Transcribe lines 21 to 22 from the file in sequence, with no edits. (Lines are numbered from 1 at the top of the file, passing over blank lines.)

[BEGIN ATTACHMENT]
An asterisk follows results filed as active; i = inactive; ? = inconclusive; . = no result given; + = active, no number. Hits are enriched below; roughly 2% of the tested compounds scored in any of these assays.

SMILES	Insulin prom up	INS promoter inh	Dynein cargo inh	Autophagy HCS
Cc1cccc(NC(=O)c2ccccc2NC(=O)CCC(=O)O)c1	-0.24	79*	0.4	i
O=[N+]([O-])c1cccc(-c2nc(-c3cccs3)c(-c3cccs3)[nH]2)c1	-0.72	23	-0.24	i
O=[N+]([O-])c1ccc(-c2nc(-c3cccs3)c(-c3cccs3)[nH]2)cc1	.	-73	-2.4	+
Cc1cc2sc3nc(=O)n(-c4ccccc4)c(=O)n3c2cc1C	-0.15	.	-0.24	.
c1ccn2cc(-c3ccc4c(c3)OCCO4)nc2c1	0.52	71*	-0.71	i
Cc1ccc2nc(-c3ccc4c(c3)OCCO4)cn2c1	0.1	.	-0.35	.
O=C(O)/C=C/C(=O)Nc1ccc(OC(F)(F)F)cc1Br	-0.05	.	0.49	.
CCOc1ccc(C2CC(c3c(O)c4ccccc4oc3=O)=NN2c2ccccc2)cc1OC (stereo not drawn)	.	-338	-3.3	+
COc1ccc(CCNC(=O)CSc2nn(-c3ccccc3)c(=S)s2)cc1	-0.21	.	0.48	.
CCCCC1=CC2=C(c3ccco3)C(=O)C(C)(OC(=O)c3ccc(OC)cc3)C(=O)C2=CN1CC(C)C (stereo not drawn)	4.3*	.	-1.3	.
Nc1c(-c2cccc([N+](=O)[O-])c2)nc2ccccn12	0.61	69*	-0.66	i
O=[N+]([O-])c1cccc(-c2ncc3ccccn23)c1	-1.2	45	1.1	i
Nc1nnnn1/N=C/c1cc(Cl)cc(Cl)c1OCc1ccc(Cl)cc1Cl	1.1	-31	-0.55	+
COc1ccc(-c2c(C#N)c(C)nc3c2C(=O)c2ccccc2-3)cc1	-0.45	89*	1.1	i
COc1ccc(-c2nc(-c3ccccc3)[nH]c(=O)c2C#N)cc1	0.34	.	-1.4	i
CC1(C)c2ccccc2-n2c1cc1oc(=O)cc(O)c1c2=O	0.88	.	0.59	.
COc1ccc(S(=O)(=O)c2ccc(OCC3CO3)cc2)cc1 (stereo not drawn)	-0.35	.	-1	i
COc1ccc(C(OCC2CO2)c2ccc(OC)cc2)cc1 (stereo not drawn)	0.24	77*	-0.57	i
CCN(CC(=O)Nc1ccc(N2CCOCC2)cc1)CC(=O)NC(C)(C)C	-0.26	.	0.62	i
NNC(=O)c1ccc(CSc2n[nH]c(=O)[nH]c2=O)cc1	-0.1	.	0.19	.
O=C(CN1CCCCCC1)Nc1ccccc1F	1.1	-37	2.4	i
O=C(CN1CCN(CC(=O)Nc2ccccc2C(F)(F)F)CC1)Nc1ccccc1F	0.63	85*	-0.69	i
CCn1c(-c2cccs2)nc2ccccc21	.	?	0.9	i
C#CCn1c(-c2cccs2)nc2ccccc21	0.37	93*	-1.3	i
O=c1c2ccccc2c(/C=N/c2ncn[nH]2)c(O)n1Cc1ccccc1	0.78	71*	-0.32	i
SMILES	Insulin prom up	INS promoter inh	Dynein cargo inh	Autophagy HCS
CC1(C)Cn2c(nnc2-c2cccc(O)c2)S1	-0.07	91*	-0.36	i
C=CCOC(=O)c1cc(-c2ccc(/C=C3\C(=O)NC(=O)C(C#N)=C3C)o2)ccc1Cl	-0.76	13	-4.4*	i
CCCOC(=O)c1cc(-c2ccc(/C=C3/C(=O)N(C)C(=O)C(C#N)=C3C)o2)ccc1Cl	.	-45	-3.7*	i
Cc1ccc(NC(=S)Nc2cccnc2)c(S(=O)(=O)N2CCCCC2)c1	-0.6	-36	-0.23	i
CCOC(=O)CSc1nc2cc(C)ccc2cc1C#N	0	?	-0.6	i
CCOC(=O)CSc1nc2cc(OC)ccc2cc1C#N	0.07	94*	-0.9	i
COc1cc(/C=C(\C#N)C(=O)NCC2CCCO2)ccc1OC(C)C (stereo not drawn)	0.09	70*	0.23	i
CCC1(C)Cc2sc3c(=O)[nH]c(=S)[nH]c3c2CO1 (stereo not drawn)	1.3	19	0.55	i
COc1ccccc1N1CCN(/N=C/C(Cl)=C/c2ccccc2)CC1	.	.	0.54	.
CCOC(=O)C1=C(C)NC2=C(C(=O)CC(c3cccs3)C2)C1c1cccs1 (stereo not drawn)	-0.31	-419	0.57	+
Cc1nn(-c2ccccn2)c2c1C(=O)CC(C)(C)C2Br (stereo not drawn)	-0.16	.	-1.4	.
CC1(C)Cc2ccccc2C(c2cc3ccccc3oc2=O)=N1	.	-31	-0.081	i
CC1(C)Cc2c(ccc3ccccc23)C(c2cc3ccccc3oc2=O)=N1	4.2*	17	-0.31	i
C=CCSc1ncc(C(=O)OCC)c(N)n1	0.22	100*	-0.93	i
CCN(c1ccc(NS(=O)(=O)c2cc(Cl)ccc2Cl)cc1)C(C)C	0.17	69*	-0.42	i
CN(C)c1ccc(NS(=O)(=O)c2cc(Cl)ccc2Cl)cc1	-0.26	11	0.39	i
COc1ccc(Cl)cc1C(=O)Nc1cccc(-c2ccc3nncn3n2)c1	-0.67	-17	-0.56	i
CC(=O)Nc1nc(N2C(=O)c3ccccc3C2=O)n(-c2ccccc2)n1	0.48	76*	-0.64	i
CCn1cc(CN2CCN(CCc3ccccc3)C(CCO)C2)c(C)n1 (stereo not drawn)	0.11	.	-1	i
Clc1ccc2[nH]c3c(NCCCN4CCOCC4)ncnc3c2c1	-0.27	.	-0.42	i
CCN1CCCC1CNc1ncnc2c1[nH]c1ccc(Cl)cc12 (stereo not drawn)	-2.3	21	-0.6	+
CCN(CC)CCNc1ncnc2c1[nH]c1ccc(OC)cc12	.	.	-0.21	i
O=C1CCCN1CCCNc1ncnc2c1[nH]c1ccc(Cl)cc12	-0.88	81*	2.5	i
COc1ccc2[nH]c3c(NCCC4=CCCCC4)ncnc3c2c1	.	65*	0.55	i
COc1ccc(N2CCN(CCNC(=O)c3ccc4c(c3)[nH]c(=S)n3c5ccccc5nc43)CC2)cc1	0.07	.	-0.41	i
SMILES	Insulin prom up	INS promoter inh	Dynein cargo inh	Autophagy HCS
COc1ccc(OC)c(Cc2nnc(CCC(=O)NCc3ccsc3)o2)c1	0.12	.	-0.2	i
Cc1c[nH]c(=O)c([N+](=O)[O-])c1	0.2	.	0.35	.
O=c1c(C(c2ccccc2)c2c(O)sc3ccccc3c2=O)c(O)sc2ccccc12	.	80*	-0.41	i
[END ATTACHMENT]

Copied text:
CCN(CC(=O)Nc1ccc(N2CCOCC2)cc1)CC(=O)NC(C)(C)C	-0.26	.	0.62	i
NNC(=O)c1ccc(CSc2n[nH]c(=O)[nH]c2=O)cc1	-0.1	.	0.19	.